Helmholtz Centre of Infection Research - HZI
The Helmholtz Centre for Infection Biology works on urgent problems in the area of infectious disease, focusing on bacterial and viral pathogens that threaten the developed countries, on immune responses and its circumvention by pathogens, and on the discovery of new anti-infectives.
Protein crystallography on the campus of the HZI was started in the late 1980s, and Prof. Dr. Wulf Blankenfeldt, who joined the institute in 2013, is already the third department head of the structural biology division. In its current form, the department comprises six research groups, of which three directly work towards protein structure elucidation. The Blankenfeldt group “Structure and Function of Proteins” determines crystal structures of uncharacterized proteins from the important hospital pathogen Pseudomonas aeruginosa and identifies their function by a combination of structural, biochemical and metabolome-analytical methods. Other topics are toxic proteins and structural aspects of bacterial toxin biochemistry. Further, the Helmholtz young investigator research group of Dr. Andrea Scrima works on the structural biology of autophagy, and Dr. Christiane Ritter employs solid state NMR spectroscopy to unravel the structures of amyloidogenic proteins. In addition to state-of-the-art equipment for automated crystallographic experiments, the department operates a platform for the expression of recombinant proteins in eukaryotic expression systems. This platform is part of the Helmholtz Protein Sample Production Facility (PSPF) and its services are open to other groups from the Helmholtz Association.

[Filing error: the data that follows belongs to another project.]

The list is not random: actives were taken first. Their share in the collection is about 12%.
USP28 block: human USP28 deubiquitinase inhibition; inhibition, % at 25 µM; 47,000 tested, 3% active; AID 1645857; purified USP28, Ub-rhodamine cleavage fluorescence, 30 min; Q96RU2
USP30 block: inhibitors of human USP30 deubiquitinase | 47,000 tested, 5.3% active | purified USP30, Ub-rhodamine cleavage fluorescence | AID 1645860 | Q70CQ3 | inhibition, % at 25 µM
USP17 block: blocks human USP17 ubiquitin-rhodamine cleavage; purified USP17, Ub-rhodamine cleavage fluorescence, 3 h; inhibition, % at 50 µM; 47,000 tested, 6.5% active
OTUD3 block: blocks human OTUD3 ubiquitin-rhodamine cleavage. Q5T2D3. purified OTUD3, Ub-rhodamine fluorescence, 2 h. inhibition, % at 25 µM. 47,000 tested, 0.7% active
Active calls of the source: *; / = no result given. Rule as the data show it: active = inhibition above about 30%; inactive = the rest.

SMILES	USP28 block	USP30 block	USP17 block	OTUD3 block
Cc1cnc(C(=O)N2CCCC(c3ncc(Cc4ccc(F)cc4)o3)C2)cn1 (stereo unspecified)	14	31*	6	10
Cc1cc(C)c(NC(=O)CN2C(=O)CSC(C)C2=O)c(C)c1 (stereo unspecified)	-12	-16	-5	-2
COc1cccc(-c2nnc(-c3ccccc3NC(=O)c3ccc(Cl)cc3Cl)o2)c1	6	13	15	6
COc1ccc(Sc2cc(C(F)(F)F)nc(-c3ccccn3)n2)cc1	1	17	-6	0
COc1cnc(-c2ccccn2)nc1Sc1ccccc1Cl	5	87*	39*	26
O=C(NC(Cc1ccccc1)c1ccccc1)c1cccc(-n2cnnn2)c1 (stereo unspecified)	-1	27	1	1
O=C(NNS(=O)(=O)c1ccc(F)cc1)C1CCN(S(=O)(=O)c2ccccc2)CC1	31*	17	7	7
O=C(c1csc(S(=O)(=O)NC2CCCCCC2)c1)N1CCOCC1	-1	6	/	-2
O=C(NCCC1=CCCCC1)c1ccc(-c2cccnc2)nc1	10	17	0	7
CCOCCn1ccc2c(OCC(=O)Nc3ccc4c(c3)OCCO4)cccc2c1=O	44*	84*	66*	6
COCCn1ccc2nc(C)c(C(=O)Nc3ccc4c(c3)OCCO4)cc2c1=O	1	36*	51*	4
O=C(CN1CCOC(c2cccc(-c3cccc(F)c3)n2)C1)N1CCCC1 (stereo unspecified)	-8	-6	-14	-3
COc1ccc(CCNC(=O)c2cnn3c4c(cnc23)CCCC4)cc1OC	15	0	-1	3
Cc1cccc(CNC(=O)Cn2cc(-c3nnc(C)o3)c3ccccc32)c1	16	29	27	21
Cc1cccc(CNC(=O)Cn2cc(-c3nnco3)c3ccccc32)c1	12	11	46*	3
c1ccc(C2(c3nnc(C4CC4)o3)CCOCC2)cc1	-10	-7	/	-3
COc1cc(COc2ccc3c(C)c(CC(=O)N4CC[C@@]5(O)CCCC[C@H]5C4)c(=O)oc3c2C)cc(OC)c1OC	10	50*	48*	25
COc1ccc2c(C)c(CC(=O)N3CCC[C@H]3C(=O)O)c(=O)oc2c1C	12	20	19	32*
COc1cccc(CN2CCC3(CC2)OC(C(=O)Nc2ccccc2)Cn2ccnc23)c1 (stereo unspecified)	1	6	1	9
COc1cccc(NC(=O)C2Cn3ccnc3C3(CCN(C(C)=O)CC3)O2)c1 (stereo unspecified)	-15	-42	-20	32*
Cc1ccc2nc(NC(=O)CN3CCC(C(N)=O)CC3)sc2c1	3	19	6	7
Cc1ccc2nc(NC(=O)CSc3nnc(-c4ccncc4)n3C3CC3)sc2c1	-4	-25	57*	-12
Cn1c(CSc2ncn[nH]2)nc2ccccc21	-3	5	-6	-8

Other activities of the HZI in the area of structural biology are the recent appointment of Dr. Jesko Koehnke, who will head an Emmy-Noether junior research group at the HZI satellite institute HIPS in Saarbrücken starting early 2015 and the operation of a new department at the Centre for Structural Systems Biology (CSSB), which is currently under construction on the DESY campus in Hamburg.
Xu N, Ahuja EG, Janning P, Mavrodi DV, Thomashow LS, Blankenfeldt W Trapped intermediates in crystals of the FMN-dependent oxidase PhzG provide insight into the final steps of phenazine biosynthesis. Acta Cryst (2013) D69: 1403-13. PubMed
Bon RS, Guo Z, Stigter EA, Wetzel S, Menninger S, Wolf A, Choidas A, Alexandrov K, Blankenfeldt W, Goody RS, Waldmann H Structure-Guided Development of Selective RabGGTase Inhibitors. Angew Chem Int Ed Engl (2011) 50:4957-61
Müller MP#, Peters H#, Blümer J, Blankenfeldt W*, Goody RS*, Itzen A*. The Legionella effector protein DrrA AMPylates the membrane traffic regulator Rab1b. Science (2010) 329:946-9; #gleicher Beitrag; *Korrespondenzautoren
Mentel M, Blankenfeldt W*, Breinbauer R* The Active Site of an Enzyme Can Host Both Enantiomers of a Racemic Ligand Simultaneously. Angew Chem Int Ed Engl (2009) 48:9084-7; *Korrespondenzautoren
Ahuja EG, Janning P, Mentel M, Graebsch A, Breinbauer R, Hiller W, Costisella B, Thomashow LS, Mavrodi DV, Blankenfeldt W PhzA/B catalyzes formation of the tricyclic scaffold in phenazine biosynthesis. J Am Chem Soc (2008) 130:17053-61